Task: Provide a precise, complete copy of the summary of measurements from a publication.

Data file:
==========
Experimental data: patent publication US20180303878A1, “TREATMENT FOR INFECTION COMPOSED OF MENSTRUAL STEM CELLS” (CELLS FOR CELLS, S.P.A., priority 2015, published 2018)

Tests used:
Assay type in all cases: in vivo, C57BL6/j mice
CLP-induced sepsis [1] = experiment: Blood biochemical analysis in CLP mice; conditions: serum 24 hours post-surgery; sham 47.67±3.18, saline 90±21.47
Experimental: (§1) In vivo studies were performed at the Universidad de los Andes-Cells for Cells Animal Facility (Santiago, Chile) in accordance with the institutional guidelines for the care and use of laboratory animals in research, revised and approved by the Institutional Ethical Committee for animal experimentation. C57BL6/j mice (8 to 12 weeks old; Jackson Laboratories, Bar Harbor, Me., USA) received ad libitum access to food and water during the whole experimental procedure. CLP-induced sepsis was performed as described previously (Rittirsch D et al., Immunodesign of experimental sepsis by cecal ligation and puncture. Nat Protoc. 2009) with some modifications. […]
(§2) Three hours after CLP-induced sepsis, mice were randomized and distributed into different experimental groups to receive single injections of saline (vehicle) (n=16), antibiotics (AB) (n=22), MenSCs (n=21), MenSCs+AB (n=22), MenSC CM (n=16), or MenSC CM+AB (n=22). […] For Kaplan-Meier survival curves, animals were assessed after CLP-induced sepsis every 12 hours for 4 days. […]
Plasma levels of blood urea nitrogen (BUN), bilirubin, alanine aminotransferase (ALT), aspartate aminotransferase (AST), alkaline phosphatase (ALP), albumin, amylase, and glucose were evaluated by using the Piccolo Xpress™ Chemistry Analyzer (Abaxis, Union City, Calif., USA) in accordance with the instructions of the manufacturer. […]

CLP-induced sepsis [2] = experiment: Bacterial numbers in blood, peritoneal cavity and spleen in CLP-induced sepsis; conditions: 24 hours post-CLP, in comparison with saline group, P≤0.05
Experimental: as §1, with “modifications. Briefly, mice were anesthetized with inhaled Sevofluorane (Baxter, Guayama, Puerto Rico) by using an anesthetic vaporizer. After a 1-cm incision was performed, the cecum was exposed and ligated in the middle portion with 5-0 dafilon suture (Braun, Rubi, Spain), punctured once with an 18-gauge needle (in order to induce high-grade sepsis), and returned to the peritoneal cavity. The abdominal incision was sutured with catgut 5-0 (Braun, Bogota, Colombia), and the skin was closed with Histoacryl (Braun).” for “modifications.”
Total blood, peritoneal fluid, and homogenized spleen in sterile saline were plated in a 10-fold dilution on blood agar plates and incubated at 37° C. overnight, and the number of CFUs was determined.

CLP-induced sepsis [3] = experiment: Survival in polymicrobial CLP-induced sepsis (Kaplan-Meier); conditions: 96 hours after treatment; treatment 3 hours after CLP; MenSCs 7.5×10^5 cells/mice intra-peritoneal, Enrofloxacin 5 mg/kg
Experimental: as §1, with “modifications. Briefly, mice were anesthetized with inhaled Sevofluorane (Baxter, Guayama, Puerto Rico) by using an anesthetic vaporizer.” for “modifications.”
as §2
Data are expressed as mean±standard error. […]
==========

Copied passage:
Experimental data: patent publication US20180303878A1, “TREATMENT FOR INFECTION COMPOSED OF MENSTRUAL STEM CELLS” (CELLS FOR CELLS, S.P.A., priority 2015, published 2018)

Tests used:
Assay type in all cases: in vivo, C57BL6/j mice
CLP-induced sepsis [1] = experiment: Blood biochemical analysis in CLP mice; conditions: serum 24 hours post-surgery; sham 47.67±3.18, saline 90±21.47
Experimental: (§1) In vivo studies were performed at the Universidad de los Andes-Cells for Cells Animal Facility (Santiago, Chile) in accordance with the institutional guidelines for the care and use of laboratory animals in research, revised and approved by the Institutional Ethical Committee for animal experimentation. C57BL6/j mice (8 to 12 weeks old; Jackson Laboratories, Bar Harbor, Me., USA) received ad libitum access to food and water during the whole experimental procedure. CLP-induced sepsis was performed as described previously (Rittirsch D et al., Immunodesign of experimental sepsis by cecal ligation and puncture. Nat Protoc. 2009) with some modifications. […]
(§2) Three hours after CLP-induced sepsis, mice were randomized and distributed into different experimental groups to receive single injections of saline (vehicle) (n=16), antibiotics (AB) (n=22), MenSCs (n=21), MenSCs+AB (n=22), MenSC CM (n=16), or MenSC CM+AB (n=22). […] For Kaplan-Meier survival curves, animals were assessed after CLP-induced sepsis every 12 hours for 4 days. […]
Plasma levels of blood urea nitrogen (BUN), bilirubin, alanine aminotransferase (ALT), aspartate aminotransferase (AST), alkaline phosphatase (ALP), albumin, amylase, and glucose were evaluated by using the Piccolo Xpress™ Chemistry Analyzer (Abaxis, Union City, Calif., USA) in accordance with the instructions of the manufacturer. […]

CLP-induced sepsis [2] = experiment: Bacterial numbers in blood, peritoneal cavity and spleen in CLP-induced sepsis; conditions: 24 hours post-CLP, in comparison with saline group, P≤0.05
Experimental: as §1, with “modifications. Briefly, mice were anesthetized with inhaled Sevofluorane (Baxter, Guayama, Puerto Rico) by using an anesthetic vaporizer. After a 1-cm incision was performed, the cecum was exposed and ligated in the middle portion with 5-0 dafilon suture (Braun, Rubi, Spain), punctured once with an 18-gauge needle (in order to induce high-grade sepsis), and returned to the peritoneal cavity. The abdominal incision was sutured with catgut 5-0 (Braun, Bogota, Colombia), and the skin was closed with Histoacryl (Braun).” for “modifications.”
Total blood, peritoneal fluid, and homogenized spleen in sterile saline were plated in a 10-fold dilution on blood agar plates and incubated at 37° C. overnight, and the number of CFUs was determined.

CLP-induced sepsis [3] = experiment: Survival in polymicrobial CLP-induced sepsis (Kaplan-Meier); conditions: 96 hours after treatment; treatment 3 hours after CLP; MenSCs 7.5×10^5 cells/mice intra-peritoneal, Enrofloxacin 5 mg/kg
Experimental: as §1, with “modifications. Briefly, mice were anesthetized with inhaled Sevofluorane (Baxter, Guayama, Puerto Rico) by using an anesthetic vaporizer.” for “modifications.”
as §2
Data are expressed as mean±standard error. […]